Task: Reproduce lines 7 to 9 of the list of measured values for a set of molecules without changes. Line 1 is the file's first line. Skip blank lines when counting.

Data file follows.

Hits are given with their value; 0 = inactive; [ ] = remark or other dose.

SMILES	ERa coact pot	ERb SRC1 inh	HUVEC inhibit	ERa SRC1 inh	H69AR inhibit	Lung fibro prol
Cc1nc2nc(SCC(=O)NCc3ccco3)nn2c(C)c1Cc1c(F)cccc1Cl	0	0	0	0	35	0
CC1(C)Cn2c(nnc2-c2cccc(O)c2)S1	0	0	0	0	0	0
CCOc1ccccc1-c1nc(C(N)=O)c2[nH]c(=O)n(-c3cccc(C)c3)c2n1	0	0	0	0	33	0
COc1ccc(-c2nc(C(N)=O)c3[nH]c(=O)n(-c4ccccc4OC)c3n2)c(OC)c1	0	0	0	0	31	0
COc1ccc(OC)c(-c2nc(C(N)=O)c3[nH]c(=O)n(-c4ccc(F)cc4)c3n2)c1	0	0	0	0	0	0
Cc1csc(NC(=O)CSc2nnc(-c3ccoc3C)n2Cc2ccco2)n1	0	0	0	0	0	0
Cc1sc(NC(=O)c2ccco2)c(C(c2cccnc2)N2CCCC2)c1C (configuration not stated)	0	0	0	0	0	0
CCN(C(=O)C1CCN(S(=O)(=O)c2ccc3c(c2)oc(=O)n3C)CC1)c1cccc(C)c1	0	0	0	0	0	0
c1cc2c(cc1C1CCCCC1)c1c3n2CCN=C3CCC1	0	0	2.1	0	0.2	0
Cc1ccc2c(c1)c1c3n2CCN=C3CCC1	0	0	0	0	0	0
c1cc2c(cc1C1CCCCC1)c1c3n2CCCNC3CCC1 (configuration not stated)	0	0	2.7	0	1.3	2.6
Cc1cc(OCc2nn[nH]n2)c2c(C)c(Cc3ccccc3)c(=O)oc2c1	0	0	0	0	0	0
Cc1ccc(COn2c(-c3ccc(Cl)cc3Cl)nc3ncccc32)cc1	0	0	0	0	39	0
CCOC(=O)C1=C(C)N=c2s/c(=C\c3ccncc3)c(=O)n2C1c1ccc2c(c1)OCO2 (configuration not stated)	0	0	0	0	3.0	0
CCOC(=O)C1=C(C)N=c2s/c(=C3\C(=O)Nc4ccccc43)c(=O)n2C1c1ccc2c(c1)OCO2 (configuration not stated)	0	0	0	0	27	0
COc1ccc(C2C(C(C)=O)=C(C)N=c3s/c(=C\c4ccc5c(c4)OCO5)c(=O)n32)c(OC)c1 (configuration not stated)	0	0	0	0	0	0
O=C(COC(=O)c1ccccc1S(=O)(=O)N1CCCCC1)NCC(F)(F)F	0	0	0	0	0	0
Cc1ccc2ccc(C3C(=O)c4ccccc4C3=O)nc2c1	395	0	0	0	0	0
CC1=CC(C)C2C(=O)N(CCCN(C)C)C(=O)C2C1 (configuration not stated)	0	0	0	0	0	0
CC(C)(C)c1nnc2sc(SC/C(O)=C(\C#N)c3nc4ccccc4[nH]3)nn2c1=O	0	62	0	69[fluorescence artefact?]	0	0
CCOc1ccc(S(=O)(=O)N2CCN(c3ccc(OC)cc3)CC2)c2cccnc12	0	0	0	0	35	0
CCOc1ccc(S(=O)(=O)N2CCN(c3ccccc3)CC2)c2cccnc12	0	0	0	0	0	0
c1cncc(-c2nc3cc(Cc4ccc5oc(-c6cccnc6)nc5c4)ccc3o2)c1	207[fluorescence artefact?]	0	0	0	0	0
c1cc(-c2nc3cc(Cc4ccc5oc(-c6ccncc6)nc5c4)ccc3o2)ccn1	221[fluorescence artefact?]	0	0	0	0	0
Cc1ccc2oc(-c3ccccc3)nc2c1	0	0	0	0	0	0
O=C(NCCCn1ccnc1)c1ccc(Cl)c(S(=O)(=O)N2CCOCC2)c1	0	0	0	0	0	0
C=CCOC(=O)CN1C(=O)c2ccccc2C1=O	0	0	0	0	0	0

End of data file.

COc1ccc(OC)c(-c2nc(C(N)=O)c3[nH]c(=O)n(-c4ccc(F)cc4)c3n2)c1	0	0	0	0	0	0
Cc1csc(NC(=O)CSc2nnc(-c3ccoc3C)n2Cc2ccco2)n1	0	0	0	0	0	0
Cc1sc(NC(=O)c2ccco2)c(C(c2cccnc2)N2CCCC2)c1C (configuration not stated)	0	0	0	0	0	0